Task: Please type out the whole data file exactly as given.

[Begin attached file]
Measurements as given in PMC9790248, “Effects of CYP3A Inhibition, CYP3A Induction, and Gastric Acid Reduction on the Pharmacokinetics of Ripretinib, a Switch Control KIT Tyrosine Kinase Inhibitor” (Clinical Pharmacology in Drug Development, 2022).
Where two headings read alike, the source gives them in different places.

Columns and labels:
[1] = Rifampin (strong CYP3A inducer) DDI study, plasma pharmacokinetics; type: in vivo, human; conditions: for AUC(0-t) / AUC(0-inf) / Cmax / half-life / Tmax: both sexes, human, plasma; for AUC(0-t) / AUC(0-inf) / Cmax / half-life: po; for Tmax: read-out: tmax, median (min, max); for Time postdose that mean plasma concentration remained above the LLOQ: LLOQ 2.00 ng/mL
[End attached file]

Measurements as given in PMC9790248, “Effects of CYP3A Inhibition, CYP3A Induction, and Gastric Acid Reduction on the Pharmacokinetics of Ripretinib, a Switch Control KIT Tyrosine Kinase Inhibitor” (Clinical Pharmacology in Drug Development, 2022).
Where two headings read alike, the source gives them in different places.

Columns and labels:
[1] = Rifampin (strong CYP3A inducer) DDI study, plasma pharmacokinetics; type: in vivo, human; conditions: for AUC(0-t) / AUC(0-inf) / Cmax / half-life / Tmax: both sexes, human, plasma; for AUC(0-t) / AUC(0-inf) / Cmax / half-life: po; for Tmax: read-out: tmax, median (min, max); for Time postdose that mean plasma concentration remained above the LLOQ: LLOQ 2.00 ng/mL